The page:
Jo circles on the amethystine floor,
Small serpent eyes trailing from side to side,
Like meteors on a river's grassy shore,
They round each other rolld, dilating more
And more—then rose, commingling into one,
One clear and mighty planet hanging o'er

A cloud of deepest shadow, which was thrown
Atliwart the glowing steps and the crystalline throne.

CANTO II.

LVI.
The cloud which rested on that cone of fame
Was cloven; beneath the planet sate a Form,
Fairer than tongue can speak or thought may frame,
The radiance of whose limbs rose-like and warm
Flow'd forth, and did with softest light inform
The shadowy dome, the sculptures, and the state
Of those assembled shapes—with clinging charm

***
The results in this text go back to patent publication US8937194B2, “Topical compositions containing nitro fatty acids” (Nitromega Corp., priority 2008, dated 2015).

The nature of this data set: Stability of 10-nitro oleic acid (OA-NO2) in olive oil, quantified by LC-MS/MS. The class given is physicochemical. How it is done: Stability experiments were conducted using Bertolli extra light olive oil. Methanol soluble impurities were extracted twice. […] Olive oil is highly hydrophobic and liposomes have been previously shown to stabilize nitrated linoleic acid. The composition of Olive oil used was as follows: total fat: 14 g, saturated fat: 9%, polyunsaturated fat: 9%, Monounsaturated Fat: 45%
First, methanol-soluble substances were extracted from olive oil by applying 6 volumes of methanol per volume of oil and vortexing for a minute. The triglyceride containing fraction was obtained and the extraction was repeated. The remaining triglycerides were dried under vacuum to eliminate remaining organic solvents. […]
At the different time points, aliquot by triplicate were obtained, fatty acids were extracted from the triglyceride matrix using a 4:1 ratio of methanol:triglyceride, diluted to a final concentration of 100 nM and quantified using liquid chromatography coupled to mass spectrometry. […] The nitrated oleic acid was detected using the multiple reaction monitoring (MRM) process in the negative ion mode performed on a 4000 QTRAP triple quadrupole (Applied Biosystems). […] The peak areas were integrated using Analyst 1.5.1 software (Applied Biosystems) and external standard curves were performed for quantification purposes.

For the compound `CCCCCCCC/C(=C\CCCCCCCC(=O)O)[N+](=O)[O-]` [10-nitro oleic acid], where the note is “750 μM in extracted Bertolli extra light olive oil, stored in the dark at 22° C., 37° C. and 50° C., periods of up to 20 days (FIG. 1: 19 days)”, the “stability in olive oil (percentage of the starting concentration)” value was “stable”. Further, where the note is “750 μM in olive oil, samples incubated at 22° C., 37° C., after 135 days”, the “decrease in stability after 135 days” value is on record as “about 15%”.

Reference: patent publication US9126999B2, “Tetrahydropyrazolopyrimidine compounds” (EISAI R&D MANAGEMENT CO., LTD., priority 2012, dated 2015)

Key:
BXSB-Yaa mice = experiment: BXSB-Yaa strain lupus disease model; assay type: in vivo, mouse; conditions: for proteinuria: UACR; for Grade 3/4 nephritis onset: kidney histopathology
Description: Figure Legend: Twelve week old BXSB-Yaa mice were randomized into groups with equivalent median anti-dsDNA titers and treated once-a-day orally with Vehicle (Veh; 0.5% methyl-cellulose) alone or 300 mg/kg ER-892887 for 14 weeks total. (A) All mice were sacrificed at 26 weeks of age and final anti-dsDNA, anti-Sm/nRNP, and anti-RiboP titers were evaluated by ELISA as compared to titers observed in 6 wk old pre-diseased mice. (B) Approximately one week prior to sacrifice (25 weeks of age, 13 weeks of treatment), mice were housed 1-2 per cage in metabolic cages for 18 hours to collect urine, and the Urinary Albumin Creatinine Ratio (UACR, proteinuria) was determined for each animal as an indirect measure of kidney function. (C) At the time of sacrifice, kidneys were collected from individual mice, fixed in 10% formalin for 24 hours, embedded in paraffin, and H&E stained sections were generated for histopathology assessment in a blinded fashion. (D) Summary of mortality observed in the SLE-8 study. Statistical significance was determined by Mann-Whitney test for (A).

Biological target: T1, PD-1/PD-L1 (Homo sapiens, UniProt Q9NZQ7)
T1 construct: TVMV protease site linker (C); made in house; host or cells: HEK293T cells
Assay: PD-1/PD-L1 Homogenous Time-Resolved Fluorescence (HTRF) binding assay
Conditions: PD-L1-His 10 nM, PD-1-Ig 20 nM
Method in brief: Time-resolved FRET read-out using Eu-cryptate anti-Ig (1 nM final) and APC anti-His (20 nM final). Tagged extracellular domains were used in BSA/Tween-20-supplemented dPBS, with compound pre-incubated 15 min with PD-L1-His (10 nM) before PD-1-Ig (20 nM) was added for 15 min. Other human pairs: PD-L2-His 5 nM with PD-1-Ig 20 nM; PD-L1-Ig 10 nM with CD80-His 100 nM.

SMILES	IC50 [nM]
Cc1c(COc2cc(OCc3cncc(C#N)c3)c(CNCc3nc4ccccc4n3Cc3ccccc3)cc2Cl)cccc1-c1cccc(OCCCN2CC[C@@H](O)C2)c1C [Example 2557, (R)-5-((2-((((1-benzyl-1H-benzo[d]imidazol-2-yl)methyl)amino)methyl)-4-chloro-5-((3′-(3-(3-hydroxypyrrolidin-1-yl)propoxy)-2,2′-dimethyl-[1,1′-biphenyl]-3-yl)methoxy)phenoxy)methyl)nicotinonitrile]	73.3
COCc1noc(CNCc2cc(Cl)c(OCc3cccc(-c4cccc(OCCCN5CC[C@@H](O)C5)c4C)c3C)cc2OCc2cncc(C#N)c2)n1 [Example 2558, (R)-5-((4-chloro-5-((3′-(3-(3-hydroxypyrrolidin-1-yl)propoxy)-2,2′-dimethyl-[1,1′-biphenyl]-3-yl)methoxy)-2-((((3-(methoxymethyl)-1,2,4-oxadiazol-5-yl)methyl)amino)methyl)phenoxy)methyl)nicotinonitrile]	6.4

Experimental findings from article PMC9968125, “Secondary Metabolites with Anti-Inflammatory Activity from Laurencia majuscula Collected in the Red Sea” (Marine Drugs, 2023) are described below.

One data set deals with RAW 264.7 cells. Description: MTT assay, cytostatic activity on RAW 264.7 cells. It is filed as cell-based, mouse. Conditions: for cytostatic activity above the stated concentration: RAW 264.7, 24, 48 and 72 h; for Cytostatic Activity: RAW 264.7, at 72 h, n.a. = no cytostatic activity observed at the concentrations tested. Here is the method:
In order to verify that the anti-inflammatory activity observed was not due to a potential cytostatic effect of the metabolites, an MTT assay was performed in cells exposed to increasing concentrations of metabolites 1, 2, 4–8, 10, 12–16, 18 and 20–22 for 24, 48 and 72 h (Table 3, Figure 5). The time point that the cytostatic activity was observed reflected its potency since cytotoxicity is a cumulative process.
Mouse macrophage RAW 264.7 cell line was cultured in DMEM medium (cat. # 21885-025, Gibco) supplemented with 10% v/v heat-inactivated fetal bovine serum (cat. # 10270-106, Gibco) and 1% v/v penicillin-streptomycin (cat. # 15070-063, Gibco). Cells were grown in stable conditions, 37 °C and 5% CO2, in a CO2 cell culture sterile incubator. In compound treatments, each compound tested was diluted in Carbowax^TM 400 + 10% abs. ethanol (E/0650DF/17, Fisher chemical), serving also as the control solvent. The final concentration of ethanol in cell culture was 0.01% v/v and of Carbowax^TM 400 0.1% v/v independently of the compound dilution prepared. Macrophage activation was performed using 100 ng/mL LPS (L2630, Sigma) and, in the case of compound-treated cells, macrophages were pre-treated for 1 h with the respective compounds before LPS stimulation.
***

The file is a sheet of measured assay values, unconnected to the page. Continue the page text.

Sinking upon their hearts and mine-He sate
Majestic, yet most mild-calm, yet compassionate.

LVIII.
Wonder and joy a passing faintness threw
Over my brow-a hand supported me,
Whose touch was magic strength : an eye of blue
Look'd into mine, like moonlight, soothingly;
And a voice said-Thou must a listeper be
This day--two mighty Spirits now return,
Like birds of calm, from the world's raging sea,

They pour fresh light from Hope's immortal urn;
A tale of human power--despair not-list and learn!

1.
The star-light smile of children, the sweet looks
Of women, the fair breast from which I fed,
The murmur of the unreposing brooks,
And the green light which, shifting overhead,
Some tangled bower of vines around me shed,
The shells on the sea-sand, and the wild flowers,
The lamp-light through the rafters cheerly spread,

And on the twining flax-in life's young hours
These sights and sounds did nurse my spirits' folded
powers.

II.
In Argolis, beside the echoing sea,
Such impulses within my mortal frame
Arose, and they were dear to memory,